By Brooke C. Stoddard
The U. S. Energy Department’s Energy Information Agency (EIA) issued an early release of its Annual Energy Outlook 2013 (AEO2013), which projects moderate energy prices in the coming years. The early-release AEO2013 presents AEO’s Reference Cases*; the more comprehensive version of AEO2013, which includes alternative scenarios, will be published early in 2013. Below are section summaries of the early release.
The AEO2013 Reference Case projects a Brent crude oils spot price decline from $111 per barrel in 2011 to $96 per barrel in 2015 (in 2011 dollars). EIA assumes OPEC share of world production remaining about 40-45% and liquid fuels declining in consumption per unit of GDP. EIA sees increasing production from U.S. wells, reaching 7.5 million barrels a day. It admits that predicting oil prices is considerably speculative and will set forth a discussion of factors in the full AEO2013 report.
For motor gasoline and diesel delivered to the transportation sector, the early release AEO2013 Reference Case publishes prices of $3.45 and $3.58 a gallon respectively (in 2011 dollars). It projects a modest decline in these prices for several years before a gradual increase thereafter; gasoline prices are not expected to reach $4.32 generally until 2040.
The AEO2013 Reference Case predicts Henry Hub natural gas spot prices to remain below $4 per million BTU (in 2011 dollars) through 2018. This optimistic forecast reflects EIA’s projection that gas from shale formations will be increasingly tapped, that producers will also be stimulated by selling some petroleum discovered in their wells, and that drilling will become increasing efficient. After 2018, the early-release AEO2013 forecasts a gradual rise in natural gas prices, to $5.40 per million BTU by 2030 because of shifts to more difficult drilling.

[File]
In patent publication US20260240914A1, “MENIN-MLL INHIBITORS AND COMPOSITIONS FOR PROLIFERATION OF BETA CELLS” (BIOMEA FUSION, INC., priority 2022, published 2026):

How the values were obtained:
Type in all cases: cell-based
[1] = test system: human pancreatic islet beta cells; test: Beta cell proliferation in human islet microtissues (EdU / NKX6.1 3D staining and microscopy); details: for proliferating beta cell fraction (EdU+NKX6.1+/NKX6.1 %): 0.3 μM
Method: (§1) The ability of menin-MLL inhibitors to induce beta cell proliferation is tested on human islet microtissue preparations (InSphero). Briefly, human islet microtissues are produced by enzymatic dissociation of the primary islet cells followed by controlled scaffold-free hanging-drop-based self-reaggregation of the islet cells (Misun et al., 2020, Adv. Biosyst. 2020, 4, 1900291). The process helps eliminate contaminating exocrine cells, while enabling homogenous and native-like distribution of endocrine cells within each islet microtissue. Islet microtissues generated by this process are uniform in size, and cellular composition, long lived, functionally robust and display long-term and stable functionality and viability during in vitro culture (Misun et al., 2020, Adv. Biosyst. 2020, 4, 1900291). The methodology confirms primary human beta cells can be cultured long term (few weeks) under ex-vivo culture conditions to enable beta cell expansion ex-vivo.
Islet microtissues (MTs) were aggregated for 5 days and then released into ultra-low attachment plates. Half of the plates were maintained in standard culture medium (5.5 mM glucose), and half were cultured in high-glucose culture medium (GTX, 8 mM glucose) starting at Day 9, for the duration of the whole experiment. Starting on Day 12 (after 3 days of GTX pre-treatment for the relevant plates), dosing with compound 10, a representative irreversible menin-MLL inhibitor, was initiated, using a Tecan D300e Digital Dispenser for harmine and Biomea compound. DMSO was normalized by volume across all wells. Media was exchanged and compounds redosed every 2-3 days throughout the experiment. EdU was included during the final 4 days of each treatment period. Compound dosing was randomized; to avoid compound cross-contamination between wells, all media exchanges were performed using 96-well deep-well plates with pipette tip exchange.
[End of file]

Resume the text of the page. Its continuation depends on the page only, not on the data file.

AEO2013 sees the mine-mouth price of coal rising 1.4% yearly from $2.04 per million BTU in 2011 to $3.08 per million BTU in 2040 in 2011 dollars. It sees technology improvements in mining being slightly outweighed by the need to mine coal more difficult to reach than at present. It also sees a decline in the percentage of coal coming from lower-cost mines in Western states and a higher price for coking coal used by the steel industry.
The early-release AEO2013 projection for electricity is a decline from 9.9 cents per kilowatt-hour in 2011 to 9.2 cents in 2015, the main reason being the low price of natural gas used by electric generation plants. EIA is quick to point out, however, that the relationship between the price of natural gas and the price of retail electricity is far from simple. Factors include available natural gas in a region, the cost of electricity transmission, the number of customers purchasing electricity from wholesalers, and the mix of competitive versus cost-of-service pricing. The AEO2013 forecast for electricity is for prices lower than ones it had forecast in the AEO2012 Reference Case. Again, it is the lower cost of natural gas that is the main determinant, and natural gas taking some market share from coal, whose price rises. Nevertheless, EIA sees electricity prices rising slowly. By 2035 it sees electricity at 10.1 cents per kilowatt-hour in 2011 dollars.
*An AEO Reference Case is the one that presumes current law and regulation into the future, as well as currently presumed GDP growth rates. An AEO generally also presents scenarios displaying higher and lower prices under different assumptions, especially GDP growth rates in varying countries.Tagged with tED